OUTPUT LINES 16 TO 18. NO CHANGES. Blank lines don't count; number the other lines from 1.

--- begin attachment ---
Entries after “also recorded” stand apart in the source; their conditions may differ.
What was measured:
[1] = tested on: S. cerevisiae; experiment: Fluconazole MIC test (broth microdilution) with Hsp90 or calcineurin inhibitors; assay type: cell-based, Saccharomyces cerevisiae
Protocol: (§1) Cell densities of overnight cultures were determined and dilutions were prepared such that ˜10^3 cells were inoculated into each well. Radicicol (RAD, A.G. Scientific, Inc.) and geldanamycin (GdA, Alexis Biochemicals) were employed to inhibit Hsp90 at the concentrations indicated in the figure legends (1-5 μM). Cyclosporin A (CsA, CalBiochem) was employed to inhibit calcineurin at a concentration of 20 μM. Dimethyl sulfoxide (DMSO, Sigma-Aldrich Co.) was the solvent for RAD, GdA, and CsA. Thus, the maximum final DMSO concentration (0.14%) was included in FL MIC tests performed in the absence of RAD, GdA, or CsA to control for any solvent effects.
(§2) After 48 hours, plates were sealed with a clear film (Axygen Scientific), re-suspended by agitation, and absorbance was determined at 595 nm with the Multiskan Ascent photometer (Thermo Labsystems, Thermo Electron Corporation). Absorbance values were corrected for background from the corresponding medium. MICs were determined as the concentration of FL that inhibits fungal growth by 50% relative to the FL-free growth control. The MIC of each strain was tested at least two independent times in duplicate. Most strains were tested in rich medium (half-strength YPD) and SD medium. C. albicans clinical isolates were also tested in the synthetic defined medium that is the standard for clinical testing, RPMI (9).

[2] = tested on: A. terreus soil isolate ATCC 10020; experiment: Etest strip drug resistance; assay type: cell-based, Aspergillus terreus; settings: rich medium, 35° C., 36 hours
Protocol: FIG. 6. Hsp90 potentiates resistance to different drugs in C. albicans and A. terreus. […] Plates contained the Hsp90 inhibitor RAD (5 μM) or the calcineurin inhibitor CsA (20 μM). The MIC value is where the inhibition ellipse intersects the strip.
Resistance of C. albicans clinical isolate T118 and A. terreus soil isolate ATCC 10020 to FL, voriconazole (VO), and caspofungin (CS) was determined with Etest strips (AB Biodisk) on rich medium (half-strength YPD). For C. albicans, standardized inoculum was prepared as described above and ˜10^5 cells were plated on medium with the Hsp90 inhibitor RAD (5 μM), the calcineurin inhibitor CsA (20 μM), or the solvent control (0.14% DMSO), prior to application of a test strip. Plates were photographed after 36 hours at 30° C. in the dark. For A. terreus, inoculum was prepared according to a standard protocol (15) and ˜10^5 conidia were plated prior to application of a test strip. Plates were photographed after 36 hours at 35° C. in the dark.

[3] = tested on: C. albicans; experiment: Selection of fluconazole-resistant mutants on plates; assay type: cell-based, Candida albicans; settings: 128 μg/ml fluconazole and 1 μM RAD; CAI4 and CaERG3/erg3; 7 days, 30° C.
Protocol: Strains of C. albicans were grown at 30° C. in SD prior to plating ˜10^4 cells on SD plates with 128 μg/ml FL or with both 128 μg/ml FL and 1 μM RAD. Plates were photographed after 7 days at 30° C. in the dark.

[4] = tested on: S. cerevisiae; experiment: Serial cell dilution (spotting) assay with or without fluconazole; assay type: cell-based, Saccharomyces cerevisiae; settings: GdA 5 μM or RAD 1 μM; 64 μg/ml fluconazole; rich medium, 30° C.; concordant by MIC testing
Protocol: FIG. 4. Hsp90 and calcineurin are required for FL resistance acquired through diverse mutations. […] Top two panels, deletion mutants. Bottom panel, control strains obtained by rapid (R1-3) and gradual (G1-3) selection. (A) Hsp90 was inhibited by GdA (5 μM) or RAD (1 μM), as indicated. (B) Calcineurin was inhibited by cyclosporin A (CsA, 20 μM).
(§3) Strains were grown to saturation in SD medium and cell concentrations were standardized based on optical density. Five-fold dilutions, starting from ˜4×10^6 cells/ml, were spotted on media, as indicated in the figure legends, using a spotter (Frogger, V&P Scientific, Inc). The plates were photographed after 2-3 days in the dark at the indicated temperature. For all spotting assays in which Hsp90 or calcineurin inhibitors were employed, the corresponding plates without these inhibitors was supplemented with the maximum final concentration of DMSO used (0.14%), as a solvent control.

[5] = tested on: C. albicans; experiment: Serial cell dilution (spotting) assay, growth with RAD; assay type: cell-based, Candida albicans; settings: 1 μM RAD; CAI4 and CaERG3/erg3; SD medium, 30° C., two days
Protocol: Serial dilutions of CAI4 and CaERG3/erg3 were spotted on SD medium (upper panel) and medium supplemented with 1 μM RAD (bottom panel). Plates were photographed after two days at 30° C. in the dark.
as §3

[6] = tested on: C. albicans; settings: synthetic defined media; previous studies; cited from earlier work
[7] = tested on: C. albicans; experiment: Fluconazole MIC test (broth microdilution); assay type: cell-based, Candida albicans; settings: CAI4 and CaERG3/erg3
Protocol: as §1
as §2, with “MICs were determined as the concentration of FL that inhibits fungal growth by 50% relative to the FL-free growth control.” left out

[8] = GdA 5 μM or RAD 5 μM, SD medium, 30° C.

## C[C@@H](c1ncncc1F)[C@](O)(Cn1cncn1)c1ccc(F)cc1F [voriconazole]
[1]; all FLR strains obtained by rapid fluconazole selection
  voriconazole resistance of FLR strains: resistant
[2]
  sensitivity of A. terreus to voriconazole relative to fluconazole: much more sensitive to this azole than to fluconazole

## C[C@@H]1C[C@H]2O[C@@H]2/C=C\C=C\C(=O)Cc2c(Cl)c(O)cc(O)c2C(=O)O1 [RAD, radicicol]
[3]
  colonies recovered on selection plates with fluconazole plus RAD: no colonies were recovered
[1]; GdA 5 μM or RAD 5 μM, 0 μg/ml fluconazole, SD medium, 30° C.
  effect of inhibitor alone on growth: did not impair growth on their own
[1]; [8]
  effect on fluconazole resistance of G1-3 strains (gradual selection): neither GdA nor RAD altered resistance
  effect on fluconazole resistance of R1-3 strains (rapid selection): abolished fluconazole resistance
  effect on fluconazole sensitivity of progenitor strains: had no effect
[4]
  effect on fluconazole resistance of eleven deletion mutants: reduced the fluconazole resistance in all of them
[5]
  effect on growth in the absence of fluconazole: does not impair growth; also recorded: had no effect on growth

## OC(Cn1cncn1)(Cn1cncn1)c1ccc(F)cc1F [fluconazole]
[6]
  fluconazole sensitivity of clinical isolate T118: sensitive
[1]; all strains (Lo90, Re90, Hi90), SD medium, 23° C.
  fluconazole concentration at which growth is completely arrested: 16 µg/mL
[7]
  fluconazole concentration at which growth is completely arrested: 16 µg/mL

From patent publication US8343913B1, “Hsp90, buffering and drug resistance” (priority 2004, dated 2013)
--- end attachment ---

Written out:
as §3

[6] = tested on: C. albicans; settings: synthetic defined media; previous studies; cited from earlier work
[7] = tested on: C. albicans; experiment: Fluconazole MIC test (broth microdilution); assay type: cell-based, Candida albicans; settings: CAI4 and CaERG3/erg3